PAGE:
Factors to watch in a rising rate environment
Author: Mark Stacey
May 18, 2018
Momentum stocks have benefited from the past few years of unprecedented low volatility and have been a leading contributor of returns in many factor-driven investment strategies over that time. But now that interest rates are on the rise and volatility is back, other style factors such as value, quality and size look poised to provide a greater share of gains going forward.
This isn’t to say these three factors have performed badly of late. In 2017, they each returned greater than 20%, according to MSCI data. Instead, it’s more about the potential of some factors to outperform others in different periods of a market cycle.
A decade of factor returns
MSCI as of December 31st, 2017. MSCI index methodology resources available at www.msci.com. MSCI World Momentum Index denoted as Momentum; MSCI World Equal Weighted denoted as Size; MSCI World Enhanced Value Index denoted as Value; MSCI World Sector Neutral Quality Index denoted as Quality; MSCI World Minimum Volatility Index denoted as Volatility. One cannot invest directly in an index. Index returns are for illustrative purposes and do not represent the performance of actual accounts or reflect management fees, transaction costs or expenses. Source: Morningstar Direct as of December 31, 2017.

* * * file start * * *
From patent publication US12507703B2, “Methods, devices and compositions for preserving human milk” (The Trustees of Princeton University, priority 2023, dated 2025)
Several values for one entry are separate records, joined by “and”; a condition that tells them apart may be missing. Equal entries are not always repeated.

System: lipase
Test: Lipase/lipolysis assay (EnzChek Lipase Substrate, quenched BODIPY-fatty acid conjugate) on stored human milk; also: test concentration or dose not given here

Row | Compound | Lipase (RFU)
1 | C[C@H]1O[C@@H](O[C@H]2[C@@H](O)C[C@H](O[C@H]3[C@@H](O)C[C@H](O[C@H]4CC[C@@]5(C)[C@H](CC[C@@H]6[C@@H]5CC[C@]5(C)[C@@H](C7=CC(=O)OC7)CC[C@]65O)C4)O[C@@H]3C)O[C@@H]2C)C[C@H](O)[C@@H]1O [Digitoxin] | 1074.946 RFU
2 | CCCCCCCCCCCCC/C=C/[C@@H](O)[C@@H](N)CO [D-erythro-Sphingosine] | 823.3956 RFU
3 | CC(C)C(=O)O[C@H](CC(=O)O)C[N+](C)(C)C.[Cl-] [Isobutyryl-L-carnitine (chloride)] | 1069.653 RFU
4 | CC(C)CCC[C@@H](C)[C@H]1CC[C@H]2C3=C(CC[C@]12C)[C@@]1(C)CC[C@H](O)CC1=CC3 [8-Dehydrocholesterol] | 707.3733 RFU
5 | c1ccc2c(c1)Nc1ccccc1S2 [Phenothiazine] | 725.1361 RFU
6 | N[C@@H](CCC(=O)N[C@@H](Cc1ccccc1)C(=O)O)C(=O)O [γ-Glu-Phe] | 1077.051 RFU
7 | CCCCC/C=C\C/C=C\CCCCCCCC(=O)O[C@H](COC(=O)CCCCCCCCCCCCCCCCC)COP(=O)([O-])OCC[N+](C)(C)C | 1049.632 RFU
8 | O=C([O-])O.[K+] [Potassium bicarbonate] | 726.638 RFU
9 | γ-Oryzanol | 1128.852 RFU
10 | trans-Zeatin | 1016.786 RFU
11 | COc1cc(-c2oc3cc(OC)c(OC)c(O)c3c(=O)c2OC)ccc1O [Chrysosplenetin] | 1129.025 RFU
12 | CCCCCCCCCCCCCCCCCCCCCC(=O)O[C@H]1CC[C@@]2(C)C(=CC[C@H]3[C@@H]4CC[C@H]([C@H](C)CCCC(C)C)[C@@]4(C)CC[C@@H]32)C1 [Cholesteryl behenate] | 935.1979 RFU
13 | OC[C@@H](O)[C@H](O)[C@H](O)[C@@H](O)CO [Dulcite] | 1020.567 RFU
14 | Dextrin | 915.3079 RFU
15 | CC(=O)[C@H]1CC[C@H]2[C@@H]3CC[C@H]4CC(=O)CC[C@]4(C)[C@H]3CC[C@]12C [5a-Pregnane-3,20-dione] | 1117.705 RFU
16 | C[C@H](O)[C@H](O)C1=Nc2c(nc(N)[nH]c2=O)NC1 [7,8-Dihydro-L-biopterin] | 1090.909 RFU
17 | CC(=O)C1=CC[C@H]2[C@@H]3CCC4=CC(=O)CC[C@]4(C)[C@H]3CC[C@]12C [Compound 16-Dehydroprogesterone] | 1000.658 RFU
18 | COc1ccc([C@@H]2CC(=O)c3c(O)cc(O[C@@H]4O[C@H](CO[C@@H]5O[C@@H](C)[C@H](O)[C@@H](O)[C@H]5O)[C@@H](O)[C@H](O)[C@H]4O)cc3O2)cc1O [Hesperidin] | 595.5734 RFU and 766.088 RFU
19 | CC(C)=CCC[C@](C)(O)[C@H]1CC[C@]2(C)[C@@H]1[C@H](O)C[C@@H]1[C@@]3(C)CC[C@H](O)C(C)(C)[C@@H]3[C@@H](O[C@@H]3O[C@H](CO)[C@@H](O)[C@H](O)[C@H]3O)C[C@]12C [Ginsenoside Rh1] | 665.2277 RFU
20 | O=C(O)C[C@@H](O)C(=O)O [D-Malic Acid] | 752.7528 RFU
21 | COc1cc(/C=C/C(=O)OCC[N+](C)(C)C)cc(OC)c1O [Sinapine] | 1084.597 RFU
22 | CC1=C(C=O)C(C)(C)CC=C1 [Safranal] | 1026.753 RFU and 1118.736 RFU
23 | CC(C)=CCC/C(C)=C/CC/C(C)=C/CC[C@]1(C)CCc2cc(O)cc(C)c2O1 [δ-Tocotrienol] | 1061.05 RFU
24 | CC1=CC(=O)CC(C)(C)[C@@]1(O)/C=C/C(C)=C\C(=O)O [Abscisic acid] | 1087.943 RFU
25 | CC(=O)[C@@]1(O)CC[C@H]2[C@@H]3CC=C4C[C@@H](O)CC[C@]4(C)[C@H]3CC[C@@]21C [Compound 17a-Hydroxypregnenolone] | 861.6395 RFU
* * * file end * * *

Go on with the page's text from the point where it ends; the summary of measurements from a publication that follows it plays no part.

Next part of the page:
Value, for instance, has been somewhat neglected by investors who have been more willing to pay a premium for growth stocks in the low interest rate environment of the past decade. As rates rise, however, and the discount rate on earnings moves higher, these same investors are likely to forego premium valuations in favour of stocks that are less expensive.
High quality companies that have strong balance sheets with stable earnings and low debt levels should benefit from rising rates as well. A more normalized credit cycle will be less forgiving, however, to highly levered companies who can no longer depend on near zero interest rates to bolster profitability.
There’s also a growing expectation that the size factor will do relatively well in this changing rate environment as small capitalization stocks reassert their historical outperformance over larger cap names. This relationship has been flipped on its head at times during the long-running bull market because investors have been more inclined to buy up the market’s biggest companies and keep a low risk profile.
All things considered, investors can expect some changes in terms of those factors that will help drive performance over the next few years. This should prompt periodic portfolio adjustments, but doesn’t mean loading up wholesale on one factor over others. A disciplined multi-factor approach that continually assesses the interplay between factors remains the best option to pursue.
Mark Stacey* is a senior vice president, head of portfolio management & co-chief investment officer at AGFIQ.